Internet: In most of Europe there is no shortage of Internet cafes, particularly if backpackers are frequent.  Most cafes charge 3-5 Euros per hour of access.  No Internet cafes would allow me to plug my laptop into their network.  However, many Internet cafes have wifi that you can use for the same rate as a terminal.  We found that outside the major cities in southern Europe, wifi is less available. 

A final note:  A gadget that would be amazing to have while traveling is a wifi detector so that you could be walking through a new city and find a wifi signal with ease.   People sniffed out a wifi signal on a random section of street in Siena Italy.



In general, across all 29 countries we visited (except Japan), an unlocked GSM phone will work for voice calling.  What is much harder, but still possible nearly everywhere is connecting to GPRS (Internet, email, data).  If you absolutely need to connect to GPRS, take a very mainstream and popular phone, such as a Nokia, because the phone store people will have instructions for the connection.  I had problems using a Palm Treo 650 because many foreign data plans did not support it for GPRS.

A European Sort of Foreigness

By: leelefever on November 12, 2006 - 3:47am

One of my friends recently sent an instant message that said “France seems boring compared to the other places you’ve been on the trip J”. He was only kidding and it was a compliment in some ways, but I know what he is talking about.  I wasn’t too excited about Europe.  I had been twice before and it seemed a little boring and easy compared to Mongolia or China for instance.

Fortunately the reality has been much different.  I have enjoyed and been captivated by Europe more than I ever expected.  Despite being very much on the beaten track, I’ve found it to have an authenticity that I didn’t find as much in Asia, or at least it is more cleverly disguised. 

One of the major factors in the difference between Europe and Asia is the degree to which travelers live in the world of the locals.  I have found that the more I can experience the world of the local, the more interesting a place seems.  I’m not talking about hanging out in a Vietnamese pool hall or a Chinese cockfight – I mean the everyday reality of grocery stores and coffee shops.

For example, in Asia, being a white foreigner is an inescapable part of the experience. Because of the way we look, we are treated a different way.  Our world is governed by what the country has learned about dealing with tourists.  From their perspective, we only want to eat certain food, stay in certain hotels, use certain toilets and see the important temples.  This forces travelers into a bubble in places like China where the experience is well planned and every need is accommodated for.  For travelers like us, this is disappointing because if you don’t work to get out of the bubble, you’ll never see the real world.  Vietnam without a little struggle for the foreigner is not the real world Vietnam.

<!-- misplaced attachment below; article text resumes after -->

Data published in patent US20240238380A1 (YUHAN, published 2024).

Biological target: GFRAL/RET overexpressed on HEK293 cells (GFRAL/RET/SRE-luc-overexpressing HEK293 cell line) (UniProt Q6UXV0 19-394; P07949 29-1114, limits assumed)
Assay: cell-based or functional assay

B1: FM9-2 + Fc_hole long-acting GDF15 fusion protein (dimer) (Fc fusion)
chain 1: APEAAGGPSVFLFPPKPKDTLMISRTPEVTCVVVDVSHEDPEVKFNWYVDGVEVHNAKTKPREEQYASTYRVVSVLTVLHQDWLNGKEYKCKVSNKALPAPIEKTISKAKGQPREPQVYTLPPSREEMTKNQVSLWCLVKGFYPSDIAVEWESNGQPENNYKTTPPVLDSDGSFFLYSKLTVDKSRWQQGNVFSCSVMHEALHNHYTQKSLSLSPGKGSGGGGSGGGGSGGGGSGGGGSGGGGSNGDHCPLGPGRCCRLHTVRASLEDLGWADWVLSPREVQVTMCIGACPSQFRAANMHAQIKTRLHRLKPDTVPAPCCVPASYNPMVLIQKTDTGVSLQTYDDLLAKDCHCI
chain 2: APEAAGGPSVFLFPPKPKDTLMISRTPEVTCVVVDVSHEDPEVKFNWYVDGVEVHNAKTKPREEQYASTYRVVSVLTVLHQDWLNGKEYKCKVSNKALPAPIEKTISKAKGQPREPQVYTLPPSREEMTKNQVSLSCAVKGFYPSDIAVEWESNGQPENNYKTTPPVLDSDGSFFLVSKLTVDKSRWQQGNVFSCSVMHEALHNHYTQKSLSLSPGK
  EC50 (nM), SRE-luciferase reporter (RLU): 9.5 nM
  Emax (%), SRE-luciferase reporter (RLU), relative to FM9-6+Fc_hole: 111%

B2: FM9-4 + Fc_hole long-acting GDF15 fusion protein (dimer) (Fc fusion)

This is also true from an economic perspective.  The average Thai person cannot afford to experience the world of the western traveler inside Thailand.  This enables Thai tourism to focus on the western experience instead of trying to accommodate both Thai and western tastes.  Few westerners visit Thailand and stay in places that are frequented by Thai locals.  So, the experience is a westernized bubble version of the real world Thailand. Wonderful still, just not the real world.

Turning to Europe, the situation is very different for us.  Coming from very similar backgrounds and socio economic classes, we blend in with the European travelers – we stay in the same hotels, eat the same food and use the same toilets as everyone else.  The locals usually have no idea where we are from or what expectations we may have for service or facilities. We often get questions as if we *are* locals. This makes Europe more foreign than Asia in many ways.

When we visited the very familiar-seeming Germany, we found that many of the basic everyday facilities were more foreign than we encountered in Asia.  Remote controls, window blinds, showers, heaters, elevators, door handles were different in a uniquely German way.  Further, while the people often speak English, few public facilities cater to English speakers. Germany never had to create an environment for tourists from another hemisphere – they never built the bubble to make travelers feel safe. 

Without the bubble, the experience is more real.  We experience Germany, an economically similar country to the US, in the same way that the French, Japanese, Chinese or Brazilian travelers do.  The Germany we experience is the real Germany and it seems to be a uniquely foreign experience that we didn’t find as much in Asia where every country has learned how to cater to the westerners.

In short, Europe has been surprising because the reality of the traveler’s experience is so much more closely matched to the reality of the local world.